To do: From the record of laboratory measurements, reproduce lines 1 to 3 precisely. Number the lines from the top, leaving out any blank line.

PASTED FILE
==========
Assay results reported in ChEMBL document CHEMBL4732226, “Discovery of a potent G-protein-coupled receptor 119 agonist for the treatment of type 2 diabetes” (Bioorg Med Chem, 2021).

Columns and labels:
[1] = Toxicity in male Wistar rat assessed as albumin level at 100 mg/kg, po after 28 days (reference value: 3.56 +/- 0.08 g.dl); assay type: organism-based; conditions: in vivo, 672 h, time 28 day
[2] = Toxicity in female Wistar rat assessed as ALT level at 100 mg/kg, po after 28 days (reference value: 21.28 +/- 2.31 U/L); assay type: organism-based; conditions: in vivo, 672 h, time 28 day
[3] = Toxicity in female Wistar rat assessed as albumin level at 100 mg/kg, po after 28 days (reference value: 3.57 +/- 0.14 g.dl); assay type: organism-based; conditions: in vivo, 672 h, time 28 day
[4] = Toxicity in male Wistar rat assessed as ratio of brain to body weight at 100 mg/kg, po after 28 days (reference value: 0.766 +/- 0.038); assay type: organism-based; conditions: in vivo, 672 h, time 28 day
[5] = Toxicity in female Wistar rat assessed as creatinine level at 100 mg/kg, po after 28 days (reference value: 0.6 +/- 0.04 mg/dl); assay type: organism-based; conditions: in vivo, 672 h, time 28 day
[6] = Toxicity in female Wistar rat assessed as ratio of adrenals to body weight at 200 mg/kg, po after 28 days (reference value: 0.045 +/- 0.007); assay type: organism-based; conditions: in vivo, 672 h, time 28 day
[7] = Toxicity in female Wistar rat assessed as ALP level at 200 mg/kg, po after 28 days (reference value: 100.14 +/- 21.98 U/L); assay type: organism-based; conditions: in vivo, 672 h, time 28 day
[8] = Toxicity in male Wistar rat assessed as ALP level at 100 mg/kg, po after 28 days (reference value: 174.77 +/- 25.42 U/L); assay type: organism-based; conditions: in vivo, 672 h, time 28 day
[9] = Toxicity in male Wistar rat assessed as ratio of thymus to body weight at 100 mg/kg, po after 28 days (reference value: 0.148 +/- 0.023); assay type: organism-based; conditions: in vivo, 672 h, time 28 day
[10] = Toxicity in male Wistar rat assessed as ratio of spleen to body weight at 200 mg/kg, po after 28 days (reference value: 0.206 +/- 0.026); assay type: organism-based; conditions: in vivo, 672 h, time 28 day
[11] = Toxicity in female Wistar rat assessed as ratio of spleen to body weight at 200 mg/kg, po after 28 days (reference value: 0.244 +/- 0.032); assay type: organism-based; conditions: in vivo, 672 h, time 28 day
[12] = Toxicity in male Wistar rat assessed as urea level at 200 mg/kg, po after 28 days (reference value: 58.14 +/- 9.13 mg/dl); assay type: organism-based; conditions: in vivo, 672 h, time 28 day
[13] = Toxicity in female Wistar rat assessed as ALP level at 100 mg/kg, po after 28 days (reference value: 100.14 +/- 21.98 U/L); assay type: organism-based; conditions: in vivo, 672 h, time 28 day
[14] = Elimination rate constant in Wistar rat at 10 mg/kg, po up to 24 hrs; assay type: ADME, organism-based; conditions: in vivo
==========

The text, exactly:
Assay results reported in ChEMBL document CHEMBL4732226, “Discovery of a potent G-protein-coupled receptor 119 agonist for the treatment of type 2 diabetes” (Bioorg Med Chem, 2021).

Columns and labels:
[1] = Toxicity in male Wistar rat assessed as albumin level at 100 mg/kg, po after 28 days (reference value: 3.56 +/- 0.08 g.dl); assay type: organism-based; conditions: in vivo, 672 h, time 28 day